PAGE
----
For the 2013 New Zealand International Film Festival I figured I’d try and keep some kind of a review diary covering each of the 20 or so films I’m planning to see. It’s going to be a busy couple of weeks.

A-band-called-deathI have been listening to punk rock music for almost 20 years, and I thought had a decent grasp on the origins of the genre. Spurred on by apathy towards the self-indulgent rock scene of the 70s, bands like The Ramones, Television, and Blondie started a underground movement which the Sex Pistols would soon vomit into the headlines, and the rest was history.

A Band Called Death is here to call into question everything that I thought I knew about the origins of punk music. Long forgotten (although they were only ever known by a few), Death predate The Ramones by at least a couple of years, and at a time when Led Zeppelin and Roger Emerson were destroying rock music with nine minute long solos and songs about wizards and fairies and Christ knows what, in Detroit three young black brothers were creating some of the most innovative rock and roll in years.

I’m not going to hide that fact that for me, as a punk fan, A Band Called Death is a kind of Rosetta Stone. The film documents a missing, vital piece of punk rock history that was unearthed in an attic in 2008, some 33 years after being recorded, a piece that previously was little more than a whisper among hardcore collectors.

However, the story of the three brothers is so much more than a punk story, and really the music itself plays a only minor part. What A Band Called Death delivers is a tale of faith, family, and a tortured, uncompromising musical visionary who went to his grave unrecognised and unknown. The Hackney family are a joy to learn about, but there’s an element of great sadness as there always is when a powerful talent passes far too soon.

For punk rock fans, A Band Called Death is essential viewing, if only to introduce the phenomenal music these three brothers created, but even those who aren’t interested in the music of Death should seek this out. I’ve already heard it called this year’s Searching for Sugarman (which isn’t an entirely incorrect comparison), but if anything A Band Called Death has a stronger story without the schmaltzy tone, and the music is more important for its innovation.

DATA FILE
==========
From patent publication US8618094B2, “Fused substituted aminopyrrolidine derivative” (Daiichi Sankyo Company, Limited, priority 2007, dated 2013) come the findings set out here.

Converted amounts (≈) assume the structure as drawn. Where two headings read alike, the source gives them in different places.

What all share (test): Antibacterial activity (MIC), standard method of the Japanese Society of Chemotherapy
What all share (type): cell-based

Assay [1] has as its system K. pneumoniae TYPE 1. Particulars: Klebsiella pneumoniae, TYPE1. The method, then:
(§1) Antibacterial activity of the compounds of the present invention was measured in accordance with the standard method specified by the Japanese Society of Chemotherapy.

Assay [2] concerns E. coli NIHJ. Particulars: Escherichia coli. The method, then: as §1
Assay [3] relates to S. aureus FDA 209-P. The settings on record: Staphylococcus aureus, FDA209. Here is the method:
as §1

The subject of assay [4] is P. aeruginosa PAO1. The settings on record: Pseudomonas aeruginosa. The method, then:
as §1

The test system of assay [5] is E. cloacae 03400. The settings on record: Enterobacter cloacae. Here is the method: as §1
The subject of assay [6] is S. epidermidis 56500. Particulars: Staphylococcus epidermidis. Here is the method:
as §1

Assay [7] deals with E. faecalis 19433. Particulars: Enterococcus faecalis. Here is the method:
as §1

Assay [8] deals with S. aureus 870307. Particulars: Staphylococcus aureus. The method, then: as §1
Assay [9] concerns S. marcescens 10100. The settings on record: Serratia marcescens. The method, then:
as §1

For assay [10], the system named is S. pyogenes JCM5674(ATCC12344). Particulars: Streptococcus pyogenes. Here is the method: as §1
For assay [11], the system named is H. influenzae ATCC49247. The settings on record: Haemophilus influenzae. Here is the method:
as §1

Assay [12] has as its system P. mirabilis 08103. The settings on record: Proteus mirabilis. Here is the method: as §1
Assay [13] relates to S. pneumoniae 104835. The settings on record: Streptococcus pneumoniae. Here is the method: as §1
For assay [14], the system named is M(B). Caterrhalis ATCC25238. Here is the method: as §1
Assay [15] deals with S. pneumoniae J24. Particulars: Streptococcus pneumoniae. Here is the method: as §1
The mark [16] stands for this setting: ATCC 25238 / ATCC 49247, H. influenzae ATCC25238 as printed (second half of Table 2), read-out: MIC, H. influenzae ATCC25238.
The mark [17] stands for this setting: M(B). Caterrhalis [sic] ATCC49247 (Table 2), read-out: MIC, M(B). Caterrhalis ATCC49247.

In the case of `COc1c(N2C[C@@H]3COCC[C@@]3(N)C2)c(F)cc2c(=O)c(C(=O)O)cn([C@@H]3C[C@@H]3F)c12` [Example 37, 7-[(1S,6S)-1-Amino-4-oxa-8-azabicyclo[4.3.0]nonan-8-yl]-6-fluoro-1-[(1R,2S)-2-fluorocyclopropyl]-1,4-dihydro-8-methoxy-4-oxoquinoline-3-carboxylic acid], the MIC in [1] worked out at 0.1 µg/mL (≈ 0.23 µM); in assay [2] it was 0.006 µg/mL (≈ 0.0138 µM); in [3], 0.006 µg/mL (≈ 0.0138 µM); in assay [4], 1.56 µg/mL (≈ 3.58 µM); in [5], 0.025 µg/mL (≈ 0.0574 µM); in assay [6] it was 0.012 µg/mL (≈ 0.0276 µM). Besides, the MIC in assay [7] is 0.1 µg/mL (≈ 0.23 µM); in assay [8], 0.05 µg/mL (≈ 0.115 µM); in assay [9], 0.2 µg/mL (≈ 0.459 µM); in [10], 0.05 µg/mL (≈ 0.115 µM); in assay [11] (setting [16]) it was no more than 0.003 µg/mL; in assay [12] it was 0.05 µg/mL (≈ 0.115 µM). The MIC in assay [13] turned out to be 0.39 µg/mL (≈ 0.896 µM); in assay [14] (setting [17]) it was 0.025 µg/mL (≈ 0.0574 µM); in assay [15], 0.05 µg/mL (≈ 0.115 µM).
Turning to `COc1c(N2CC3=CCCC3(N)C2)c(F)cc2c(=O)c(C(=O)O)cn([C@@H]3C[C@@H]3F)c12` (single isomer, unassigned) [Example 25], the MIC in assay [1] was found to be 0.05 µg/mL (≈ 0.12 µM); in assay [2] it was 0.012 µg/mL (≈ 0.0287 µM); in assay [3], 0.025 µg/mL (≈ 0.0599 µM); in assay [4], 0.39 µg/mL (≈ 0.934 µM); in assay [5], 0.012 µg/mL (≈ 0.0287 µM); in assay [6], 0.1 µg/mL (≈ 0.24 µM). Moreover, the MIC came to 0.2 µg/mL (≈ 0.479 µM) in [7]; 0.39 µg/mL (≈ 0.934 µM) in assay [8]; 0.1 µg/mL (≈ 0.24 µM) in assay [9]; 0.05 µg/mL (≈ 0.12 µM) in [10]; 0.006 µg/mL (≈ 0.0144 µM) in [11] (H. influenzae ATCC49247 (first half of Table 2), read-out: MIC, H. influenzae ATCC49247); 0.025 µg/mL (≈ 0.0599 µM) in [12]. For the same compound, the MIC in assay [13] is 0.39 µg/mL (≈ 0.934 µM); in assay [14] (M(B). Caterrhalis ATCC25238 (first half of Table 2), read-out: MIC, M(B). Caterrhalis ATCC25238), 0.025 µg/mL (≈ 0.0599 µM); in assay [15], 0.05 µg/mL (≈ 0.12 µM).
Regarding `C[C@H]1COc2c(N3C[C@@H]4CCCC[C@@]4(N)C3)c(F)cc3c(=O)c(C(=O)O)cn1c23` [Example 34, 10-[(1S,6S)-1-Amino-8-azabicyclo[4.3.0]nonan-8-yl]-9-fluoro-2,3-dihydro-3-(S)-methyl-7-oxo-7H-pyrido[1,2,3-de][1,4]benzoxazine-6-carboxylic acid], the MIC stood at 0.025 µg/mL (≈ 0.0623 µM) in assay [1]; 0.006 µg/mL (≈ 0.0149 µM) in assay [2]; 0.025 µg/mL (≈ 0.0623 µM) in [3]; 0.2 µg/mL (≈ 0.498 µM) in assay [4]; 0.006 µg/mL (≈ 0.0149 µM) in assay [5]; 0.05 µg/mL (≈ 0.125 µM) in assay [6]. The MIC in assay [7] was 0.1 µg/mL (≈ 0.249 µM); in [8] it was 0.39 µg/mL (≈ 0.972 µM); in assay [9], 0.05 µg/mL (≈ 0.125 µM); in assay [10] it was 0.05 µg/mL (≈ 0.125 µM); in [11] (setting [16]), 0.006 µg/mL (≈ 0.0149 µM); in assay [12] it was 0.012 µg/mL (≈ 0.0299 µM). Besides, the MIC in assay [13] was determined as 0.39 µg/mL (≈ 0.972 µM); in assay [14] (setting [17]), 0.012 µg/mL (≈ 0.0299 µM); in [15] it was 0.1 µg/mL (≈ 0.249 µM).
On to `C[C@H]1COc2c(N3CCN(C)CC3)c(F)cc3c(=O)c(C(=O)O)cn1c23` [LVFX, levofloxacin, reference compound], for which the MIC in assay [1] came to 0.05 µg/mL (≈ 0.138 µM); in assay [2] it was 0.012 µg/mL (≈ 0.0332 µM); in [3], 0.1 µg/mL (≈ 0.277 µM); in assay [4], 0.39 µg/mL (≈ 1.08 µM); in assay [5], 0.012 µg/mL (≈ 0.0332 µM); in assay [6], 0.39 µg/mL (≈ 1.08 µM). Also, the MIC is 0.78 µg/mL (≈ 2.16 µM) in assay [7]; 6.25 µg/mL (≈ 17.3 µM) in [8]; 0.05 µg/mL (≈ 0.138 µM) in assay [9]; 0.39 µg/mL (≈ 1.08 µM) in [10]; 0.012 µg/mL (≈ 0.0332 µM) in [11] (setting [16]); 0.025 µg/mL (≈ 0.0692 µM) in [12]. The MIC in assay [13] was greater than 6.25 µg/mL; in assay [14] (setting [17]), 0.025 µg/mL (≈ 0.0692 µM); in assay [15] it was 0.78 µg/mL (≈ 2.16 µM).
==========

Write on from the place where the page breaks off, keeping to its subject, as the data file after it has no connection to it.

For the 2013 New Zealand International Film Festival I figured I’d try and keep some kind of a review diary covering each of the 20 or so films I’m planning to see. It’s going to be a busy couple of weeks.

To-The-Wonder-Trailer8Terence Malick’s To The Wonder was not only my most anticipated film of the NZIFF, but maybe my most anticipated of the whole year. I was already a massive fan of the reclusive director, and after 2011’s The Tree of Life, which would sit very high among my favourite films of all time, I was understandably eager to see what was next.

It’s not surprising that there are a lot of similarities between To The Wonder and The Tree of Life, given that they were released just two years apart, uncharacteristically fast for Malick. The two works feel like they are designed to go hand in hand, as the look is almost identical, and they cover overlapping ground, albeit set 50 years or so apart*.

Where the core story of the previous film was about family dynamics, To The Wonder is primarily about the turbulent relationship between Marina (Olga Kurylenko in the performance of the year) and Neil (Ben Affleck). As per usual Malick shows almost no interest in conventional exposition, telling his story with imagery and peppering it with his signature disjointed narration. There’s no mistaking a Malick film, and for the most part To The Wonder is textbook stuff.